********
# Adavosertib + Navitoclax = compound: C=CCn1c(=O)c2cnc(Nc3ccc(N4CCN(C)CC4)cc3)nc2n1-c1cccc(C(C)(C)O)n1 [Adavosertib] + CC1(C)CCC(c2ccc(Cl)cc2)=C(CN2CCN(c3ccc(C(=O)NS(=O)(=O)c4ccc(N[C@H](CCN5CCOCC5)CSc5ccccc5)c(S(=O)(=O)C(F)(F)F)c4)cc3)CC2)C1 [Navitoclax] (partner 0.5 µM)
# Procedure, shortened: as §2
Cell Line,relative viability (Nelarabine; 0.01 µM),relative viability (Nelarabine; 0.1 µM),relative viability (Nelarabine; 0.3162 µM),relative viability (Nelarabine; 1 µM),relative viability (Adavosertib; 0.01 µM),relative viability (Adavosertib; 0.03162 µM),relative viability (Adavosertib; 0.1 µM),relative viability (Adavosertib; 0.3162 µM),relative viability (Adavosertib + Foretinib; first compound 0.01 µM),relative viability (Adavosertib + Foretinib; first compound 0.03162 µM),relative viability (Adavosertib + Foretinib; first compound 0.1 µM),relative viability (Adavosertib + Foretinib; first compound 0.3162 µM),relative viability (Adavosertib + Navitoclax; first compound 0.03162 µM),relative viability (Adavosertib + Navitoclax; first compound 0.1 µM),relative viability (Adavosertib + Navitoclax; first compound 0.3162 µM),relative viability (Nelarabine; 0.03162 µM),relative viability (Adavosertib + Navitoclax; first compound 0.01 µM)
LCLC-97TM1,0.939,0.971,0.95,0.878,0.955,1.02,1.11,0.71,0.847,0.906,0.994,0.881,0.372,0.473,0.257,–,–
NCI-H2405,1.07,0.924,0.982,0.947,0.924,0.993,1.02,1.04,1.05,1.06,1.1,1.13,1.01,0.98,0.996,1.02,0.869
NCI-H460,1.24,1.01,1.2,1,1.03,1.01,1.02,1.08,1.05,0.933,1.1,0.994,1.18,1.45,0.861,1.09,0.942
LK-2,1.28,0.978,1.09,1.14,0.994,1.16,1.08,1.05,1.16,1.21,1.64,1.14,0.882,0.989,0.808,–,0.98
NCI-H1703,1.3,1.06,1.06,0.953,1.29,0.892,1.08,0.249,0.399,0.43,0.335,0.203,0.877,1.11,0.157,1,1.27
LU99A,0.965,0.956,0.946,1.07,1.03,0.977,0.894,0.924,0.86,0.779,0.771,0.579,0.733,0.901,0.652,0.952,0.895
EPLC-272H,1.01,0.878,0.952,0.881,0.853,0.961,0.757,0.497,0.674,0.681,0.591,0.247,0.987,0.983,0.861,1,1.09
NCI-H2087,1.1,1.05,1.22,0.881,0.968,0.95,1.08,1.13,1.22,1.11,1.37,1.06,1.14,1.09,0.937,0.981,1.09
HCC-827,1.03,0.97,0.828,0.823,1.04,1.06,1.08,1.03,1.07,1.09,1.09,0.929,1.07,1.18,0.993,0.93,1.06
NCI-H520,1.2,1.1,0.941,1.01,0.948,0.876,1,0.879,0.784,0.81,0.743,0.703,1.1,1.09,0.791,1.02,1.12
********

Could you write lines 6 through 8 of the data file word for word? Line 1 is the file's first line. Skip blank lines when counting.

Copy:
NCI-H460,1.24,1.01,1.2,1,1.03,1.01,1.02,1.08,1.05,0.933,1.1,0.994,1.18,1.45,0.861,1.09,0.942
LK-2,1.28,0.978,1.09,1.14,0.994,1.16,1.08,1.05,1.16,1.21,1.64,1.14,0.882,0.989,0.808,–,0.98
NCI-H1703,1.3,1.06,1.06,0.953,1.29,0.892,1.08,0.249,0.399,0.43,0.335,0.203,0.877,1.11,0.157,1,1.27